By Mary Marrocco
The route through betrayal is called forgiveness
What does the title Divorce Busting suggest to you? A law firm, perhaps? Actually, it’s a counselling service for couples on the brink of divorce. I attended a workshop by its founder, an enlightening tour through the labyrinth of betrayal.
What is more profound than a spouse’s experience of betrayal? The betrayed experiences rejection, anger, rage, loss of trust and hope. Infidelity is particularly vivid, but other, seemingly smaller acts can feel like betrayal — telling a private story to a mutual friend, breaking a commitment. Betrayal happens between spouses, friends, families, work colleagues, between organizations or nations. The experience is so commonplace we may not be aware how shocking it is, the depth of the rupture it opens inside us (and between us).
On the outside, it may look big or small. On the inside, it’s huge.
A slap on the face when you expected a kiss. I’ve seen the look in a dear one’s eyes when I’ve done this to her: a thoughtless, unkind word to one who has shared her depths with me, thereby making herself vulnerable. She shows me the way she can be hurt and one day I choose that way. In an instant, something precious is broken, and inner questions spring up: “Isn’t that the end? Of the relationship — of the dream I had for my life, for what life is like?”
It might seem like weakness, covering up, or simply impossible, to forgive, even if we want to, so we stay nailed to the cross. As Anna explains about boyfriend Walter, in the movie The Money Pit: “He can’t forgive me, and I can’t forgive him for that.”
One day, intrigued after hearing it described in a homily, I picked up Dante’s 14th-century Italian poem The Inferno. On a guided tour of hell, he descends level by level, to deeper, more horrific torments of those who’ve parted company with God. At the lowest circle of hell — not smouldering in fire, but trapped forever in ice — is Lucifer, powerless but for the cold wind blowing up through hell and into earth by his restless wings. And forever caught with him, each between the teeth of one of his three heads, perpetually chewed and slavered over, in the very mouth of hell, are who? Three famous betrayers: Cassius, Brutus, Judas Iscariot.
Dante selected betrayal as the ultimate sin. It’s astute, not only because betrayal was Dante’s personal hell, but because betrayal is at the heart of evil in human experience.
September commemorates two saints who suffered betrayal: Wenceslaus, the “king” of Christmas carol fame, and John Chrysostom, the “golden-mouthed” bishop of Antioch. Chrysostom was betrayed by Christian leaders; what’s more confusing and soul-troubling? “How can the church do this to me? Where is Christ in this?” I don’t know if Chrysostom asked such questions. He was strong in faith and love; not flawless, as his apparent contribution to anti-Semitism demonstrates, but seasoned. He’d become strong in not co-operating with abuse, and this strength created enemies who orchestrated his exile and death.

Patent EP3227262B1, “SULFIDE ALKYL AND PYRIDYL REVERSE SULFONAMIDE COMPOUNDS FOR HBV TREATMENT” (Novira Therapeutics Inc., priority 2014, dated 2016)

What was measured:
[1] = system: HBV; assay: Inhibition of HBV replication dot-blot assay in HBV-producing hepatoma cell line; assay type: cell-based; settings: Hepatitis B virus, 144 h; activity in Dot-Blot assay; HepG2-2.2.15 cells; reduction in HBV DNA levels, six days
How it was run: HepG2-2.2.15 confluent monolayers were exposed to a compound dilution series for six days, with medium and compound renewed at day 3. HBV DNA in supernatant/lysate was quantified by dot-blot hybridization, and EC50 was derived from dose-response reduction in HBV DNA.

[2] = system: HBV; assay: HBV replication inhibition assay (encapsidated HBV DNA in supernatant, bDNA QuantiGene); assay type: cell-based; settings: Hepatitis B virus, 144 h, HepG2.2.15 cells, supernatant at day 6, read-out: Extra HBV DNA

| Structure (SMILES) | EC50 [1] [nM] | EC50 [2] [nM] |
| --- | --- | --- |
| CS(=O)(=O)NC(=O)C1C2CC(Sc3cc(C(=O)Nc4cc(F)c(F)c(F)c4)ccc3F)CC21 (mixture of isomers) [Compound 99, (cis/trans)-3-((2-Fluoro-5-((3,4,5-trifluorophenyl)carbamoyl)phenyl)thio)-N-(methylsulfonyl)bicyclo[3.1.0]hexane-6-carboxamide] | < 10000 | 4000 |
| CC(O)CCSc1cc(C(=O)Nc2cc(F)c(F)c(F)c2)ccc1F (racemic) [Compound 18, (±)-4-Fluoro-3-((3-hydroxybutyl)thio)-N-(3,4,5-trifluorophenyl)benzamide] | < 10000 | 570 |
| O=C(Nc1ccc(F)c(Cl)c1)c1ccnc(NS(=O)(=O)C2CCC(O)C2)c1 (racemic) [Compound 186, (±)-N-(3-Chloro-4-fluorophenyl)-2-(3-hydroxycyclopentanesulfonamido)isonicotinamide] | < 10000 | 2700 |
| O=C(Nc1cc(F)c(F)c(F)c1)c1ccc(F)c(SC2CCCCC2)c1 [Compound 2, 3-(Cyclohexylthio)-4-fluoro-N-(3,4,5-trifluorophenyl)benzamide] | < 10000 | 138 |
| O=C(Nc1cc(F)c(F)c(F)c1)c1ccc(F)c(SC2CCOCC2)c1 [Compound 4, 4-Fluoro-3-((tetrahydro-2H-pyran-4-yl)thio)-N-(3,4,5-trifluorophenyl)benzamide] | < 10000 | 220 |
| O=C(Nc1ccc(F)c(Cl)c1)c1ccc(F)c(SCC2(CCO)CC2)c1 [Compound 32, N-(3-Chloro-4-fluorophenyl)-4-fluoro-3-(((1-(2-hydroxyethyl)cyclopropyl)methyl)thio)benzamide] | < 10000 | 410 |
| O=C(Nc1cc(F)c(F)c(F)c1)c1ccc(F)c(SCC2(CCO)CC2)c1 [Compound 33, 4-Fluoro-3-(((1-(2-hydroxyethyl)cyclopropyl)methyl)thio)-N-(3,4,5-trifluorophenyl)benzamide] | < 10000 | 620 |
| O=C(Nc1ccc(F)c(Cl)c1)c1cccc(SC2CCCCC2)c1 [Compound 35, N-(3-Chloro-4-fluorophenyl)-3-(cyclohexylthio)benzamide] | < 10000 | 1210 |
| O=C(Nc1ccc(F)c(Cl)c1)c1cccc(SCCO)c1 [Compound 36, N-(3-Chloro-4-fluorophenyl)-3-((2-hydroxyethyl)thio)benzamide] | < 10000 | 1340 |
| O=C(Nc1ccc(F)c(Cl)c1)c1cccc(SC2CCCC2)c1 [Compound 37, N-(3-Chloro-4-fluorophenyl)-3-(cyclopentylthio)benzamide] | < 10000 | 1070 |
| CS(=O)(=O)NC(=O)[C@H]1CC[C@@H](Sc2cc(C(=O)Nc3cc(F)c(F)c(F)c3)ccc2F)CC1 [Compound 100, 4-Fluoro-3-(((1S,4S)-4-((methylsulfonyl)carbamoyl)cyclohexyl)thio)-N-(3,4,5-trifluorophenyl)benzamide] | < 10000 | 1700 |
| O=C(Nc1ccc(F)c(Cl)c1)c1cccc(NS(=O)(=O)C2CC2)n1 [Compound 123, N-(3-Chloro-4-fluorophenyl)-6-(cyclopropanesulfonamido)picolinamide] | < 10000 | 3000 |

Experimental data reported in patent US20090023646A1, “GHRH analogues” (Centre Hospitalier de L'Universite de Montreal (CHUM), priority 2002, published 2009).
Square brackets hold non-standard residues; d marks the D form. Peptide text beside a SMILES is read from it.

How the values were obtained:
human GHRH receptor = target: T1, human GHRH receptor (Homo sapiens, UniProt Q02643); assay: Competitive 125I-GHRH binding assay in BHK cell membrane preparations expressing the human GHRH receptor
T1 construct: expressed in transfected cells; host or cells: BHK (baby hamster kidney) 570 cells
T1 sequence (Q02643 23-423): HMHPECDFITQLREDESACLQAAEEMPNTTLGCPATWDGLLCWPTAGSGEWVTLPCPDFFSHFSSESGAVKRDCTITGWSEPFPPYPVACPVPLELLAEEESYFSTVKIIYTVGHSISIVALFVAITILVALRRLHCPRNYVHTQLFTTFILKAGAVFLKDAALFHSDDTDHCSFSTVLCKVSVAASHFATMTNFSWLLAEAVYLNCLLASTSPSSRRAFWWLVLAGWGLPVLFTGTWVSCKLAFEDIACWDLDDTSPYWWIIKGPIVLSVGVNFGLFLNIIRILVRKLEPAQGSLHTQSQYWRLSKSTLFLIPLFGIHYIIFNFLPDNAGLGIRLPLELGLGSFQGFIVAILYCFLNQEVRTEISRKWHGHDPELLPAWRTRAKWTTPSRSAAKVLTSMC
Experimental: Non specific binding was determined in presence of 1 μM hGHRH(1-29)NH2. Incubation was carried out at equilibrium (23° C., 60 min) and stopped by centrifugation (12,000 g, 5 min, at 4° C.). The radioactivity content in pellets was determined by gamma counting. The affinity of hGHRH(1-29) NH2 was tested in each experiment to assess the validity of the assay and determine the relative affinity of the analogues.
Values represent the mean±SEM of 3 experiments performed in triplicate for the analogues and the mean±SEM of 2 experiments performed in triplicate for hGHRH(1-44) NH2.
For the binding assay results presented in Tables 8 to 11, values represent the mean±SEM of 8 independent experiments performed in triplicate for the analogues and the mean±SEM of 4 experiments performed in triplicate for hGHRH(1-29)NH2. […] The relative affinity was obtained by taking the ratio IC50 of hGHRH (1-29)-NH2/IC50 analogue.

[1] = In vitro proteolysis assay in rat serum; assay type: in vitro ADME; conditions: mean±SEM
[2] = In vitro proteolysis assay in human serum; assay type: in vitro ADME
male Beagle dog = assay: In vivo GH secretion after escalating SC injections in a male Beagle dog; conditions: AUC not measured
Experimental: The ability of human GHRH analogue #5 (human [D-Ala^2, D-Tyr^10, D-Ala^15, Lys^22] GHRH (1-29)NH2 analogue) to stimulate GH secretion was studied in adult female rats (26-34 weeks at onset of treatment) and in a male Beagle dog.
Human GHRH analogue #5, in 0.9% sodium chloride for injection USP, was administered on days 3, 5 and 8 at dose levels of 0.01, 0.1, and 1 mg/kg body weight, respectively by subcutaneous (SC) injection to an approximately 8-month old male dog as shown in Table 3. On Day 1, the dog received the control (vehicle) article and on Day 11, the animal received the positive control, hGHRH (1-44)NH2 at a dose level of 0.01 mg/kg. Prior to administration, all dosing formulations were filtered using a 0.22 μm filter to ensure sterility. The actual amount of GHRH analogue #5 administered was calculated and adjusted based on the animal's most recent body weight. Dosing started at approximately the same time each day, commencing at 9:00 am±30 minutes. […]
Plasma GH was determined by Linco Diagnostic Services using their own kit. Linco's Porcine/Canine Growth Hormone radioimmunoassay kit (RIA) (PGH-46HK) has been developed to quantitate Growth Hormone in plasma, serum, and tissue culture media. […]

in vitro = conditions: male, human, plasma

It’s a confounding truth of human life. We are betrayed — and we betray. Almost all human stories turn on a moment of betrayal. We must face the knowledge, not only that we betrayed another, but that we betrayed God. And that God betrayed us. God welcomed us into the world, promised us life, knowing we’d experience pain, suffering, death; that the world would inevitably break us, and nail us to the cross.
There’s a secret, though.
The ancient liturgy of John Chrysostom unveils it. This eucharistic liturgy has always been associated with Chrysostom, who probably gave it its present form. It tells us Christ gave the gift of eucharist “on the night he was betrayed, or rather gave himself up for us.” In the original Greek, it’s a play on the word for betrayal, paradidomi, meaning “was given up” or “handed over.” God doesn’t deny this ultimate betrayal, nor is he defeated by it. God refashions it. In response to being “given up,” he “gives himself up,” offering himself for the betrayer. That is the divine gift of forgiveness, given even before he’s betrayed by a kiss, before he speaks from the cross (on which human betrayal put him) the supreme words of forgiveness. He forgives with his body, soul, life, death, nothing held back. He gives himself up. Betrayal itself is changed from within.
Judas in the mouth of Lucifer isn’t the end of the story. In the Inferno, Dante passes through and beyond Lucifer’s prison into purgatory and heaven. Even Dante, who saw betrayal as the worst of all sins, knew it’s in the end a doorway.
For there’s now a route through betrayal. It’s called forgiveness, a gift we receive, and a gift we give. It’s not ignorance, fearful acquiescence, or putting up with abuse. It’s the opening to life. Because of the eucharist and the cross, betrayal can’t stand alone. Its new companion is unconditional forgiveness.
Marrocco is a marriage and family therapist, teacher of theology, and writer, and co-ordinates St. Mary of Egypt Refuge. She can be reached at firstname.lastname@example.org